Thus, your IT service desk should be tackling aged tickets on a consistent basis before they drive up complaints to the desk and/or become a big cause of duplicated effort.
Sometimes it’s inevitable that you’ll have incidents that take a long time to resolve but if your agents are focused on these tickets they can still send customer updates and chase the resolution teams involved. Without this kind of focus, there’s no one holding teams accountable and your aged ticket queue will most likely continue to grow.
Hopefully, your IT service desk is already reporting on its daily, weekly, and monthly performance stats. If the volume of aged tickets isn’t on these reports, then it’s a great addition to make. It might be scary at first, especially if you haven’t looked at these for some time but putting a process in place to handle aged tickets can help to reduce chaser calls and complaints into the desk. Thus, saving time and costs. Plus, customers should appreciate that some things are difficult to fix but they will never appreciate being left in the dark.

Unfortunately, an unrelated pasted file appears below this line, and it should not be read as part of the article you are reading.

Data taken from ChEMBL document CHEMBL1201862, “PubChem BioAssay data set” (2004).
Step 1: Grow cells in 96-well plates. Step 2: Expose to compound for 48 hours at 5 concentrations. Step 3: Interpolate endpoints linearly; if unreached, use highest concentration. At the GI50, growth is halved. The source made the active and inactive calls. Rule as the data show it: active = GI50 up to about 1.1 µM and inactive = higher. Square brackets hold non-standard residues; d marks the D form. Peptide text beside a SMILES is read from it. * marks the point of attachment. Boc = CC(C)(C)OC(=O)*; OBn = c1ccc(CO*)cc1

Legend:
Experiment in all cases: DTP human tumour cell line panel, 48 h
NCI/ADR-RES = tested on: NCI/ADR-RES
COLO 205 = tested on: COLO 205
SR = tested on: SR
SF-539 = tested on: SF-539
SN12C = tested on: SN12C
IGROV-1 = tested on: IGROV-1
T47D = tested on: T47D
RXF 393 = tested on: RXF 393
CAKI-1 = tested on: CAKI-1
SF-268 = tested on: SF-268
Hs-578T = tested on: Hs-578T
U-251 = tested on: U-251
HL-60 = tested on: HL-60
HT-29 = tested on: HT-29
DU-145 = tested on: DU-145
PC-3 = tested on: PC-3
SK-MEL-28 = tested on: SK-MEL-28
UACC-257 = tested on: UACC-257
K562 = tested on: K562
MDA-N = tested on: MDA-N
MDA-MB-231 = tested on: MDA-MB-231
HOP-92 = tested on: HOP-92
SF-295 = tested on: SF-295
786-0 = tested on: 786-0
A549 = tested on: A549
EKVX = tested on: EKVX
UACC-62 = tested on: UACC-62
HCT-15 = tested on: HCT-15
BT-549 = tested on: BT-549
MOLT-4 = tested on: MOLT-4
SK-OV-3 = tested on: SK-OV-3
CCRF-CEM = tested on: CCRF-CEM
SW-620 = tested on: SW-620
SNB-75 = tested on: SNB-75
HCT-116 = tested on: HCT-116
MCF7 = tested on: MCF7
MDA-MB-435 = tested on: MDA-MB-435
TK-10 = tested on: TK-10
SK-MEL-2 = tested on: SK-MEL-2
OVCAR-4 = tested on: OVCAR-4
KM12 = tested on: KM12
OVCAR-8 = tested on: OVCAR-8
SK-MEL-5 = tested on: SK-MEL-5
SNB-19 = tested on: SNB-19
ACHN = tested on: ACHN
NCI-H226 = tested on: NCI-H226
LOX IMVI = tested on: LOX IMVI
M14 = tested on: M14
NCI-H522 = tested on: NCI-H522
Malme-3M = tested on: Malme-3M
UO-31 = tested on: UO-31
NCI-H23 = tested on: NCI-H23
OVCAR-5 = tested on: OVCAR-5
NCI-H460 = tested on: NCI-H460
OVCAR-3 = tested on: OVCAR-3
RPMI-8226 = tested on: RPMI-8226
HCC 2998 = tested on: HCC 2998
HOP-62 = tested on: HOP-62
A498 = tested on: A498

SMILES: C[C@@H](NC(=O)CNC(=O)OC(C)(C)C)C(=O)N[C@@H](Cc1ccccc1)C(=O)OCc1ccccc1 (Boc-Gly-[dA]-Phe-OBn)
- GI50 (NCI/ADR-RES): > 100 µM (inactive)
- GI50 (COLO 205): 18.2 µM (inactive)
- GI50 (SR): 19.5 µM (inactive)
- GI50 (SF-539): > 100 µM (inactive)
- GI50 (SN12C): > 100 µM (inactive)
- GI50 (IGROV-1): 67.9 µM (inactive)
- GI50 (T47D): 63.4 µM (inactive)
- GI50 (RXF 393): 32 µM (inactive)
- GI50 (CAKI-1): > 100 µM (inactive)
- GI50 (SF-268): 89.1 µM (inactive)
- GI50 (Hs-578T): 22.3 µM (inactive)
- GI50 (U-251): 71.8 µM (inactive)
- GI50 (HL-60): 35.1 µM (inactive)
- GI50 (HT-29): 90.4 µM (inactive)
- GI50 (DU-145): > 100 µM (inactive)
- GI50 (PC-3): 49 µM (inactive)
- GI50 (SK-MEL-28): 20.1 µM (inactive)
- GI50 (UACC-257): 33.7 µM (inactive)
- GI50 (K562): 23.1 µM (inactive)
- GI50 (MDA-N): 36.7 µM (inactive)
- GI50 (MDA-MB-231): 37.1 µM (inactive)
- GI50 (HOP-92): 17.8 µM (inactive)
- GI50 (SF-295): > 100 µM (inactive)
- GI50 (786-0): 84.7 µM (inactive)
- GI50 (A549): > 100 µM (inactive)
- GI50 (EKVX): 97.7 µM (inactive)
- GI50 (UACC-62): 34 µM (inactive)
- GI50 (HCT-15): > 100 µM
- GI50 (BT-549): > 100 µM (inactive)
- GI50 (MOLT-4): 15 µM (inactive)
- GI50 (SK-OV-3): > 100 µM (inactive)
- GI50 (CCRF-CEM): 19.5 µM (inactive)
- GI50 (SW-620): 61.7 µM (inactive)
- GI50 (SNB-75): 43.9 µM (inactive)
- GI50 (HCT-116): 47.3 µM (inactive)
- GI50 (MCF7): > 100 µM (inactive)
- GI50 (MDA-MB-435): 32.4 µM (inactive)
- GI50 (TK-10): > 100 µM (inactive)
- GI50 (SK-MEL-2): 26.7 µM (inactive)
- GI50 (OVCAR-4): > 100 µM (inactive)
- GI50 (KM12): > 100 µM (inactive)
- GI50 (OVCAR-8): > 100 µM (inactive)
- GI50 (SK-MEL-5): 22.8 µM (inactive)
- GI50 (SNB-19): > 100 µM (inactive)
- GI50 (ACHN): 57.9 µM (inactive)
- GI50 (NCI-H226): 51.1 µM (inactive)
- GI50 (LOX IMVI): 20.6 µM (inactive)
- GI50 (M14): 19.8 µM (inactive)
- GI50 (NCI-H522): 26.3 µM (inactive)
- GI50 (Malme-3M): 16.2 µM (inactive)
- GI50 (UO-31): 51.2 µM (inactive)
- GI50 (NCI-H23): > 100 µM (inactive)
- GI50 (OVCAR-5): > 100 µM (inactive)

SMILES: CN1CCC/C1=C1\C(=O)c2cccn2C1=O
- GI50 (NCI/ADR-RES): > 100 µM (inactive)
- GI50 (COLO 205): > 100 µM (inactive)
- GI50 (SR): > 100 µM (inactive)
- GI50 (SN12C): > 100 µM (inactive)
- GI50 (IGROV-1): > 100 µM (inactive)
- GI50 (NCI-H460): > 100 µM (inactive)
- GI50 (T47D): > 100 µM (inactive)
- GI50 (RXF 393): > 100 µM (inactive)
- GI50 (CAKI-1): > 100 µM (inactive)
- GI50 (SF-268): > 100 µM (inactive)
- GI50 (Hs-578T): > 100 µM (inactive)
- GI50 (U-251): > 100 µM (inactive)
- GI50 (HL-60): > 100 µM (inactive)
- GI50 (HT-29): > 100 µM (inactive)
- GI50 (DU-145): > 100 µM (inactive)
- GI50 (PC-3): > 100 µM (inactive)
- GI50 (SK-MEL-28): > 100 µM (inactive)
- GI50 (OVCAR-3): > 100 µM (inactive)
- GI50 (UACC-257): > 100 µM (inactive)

Are all of your IT service desk agents delivering consistently-great customer service?
One “bad egg” can be detrimental to your team, so you need to ensure that all of your agents are doing the job to their best of their ability, and consistently.
Now don’t get me wrong, everyone has bad days and that’s understandable. Customer complaints and incidents that need to be resolved by yesterday can really take their toll. But, when the bad days outnumber the good days, you might find that one unhappy agent has the power to bring down the rest of your team. Plus, negativity breeds negativity, so you will need to stamp it out before it spreads.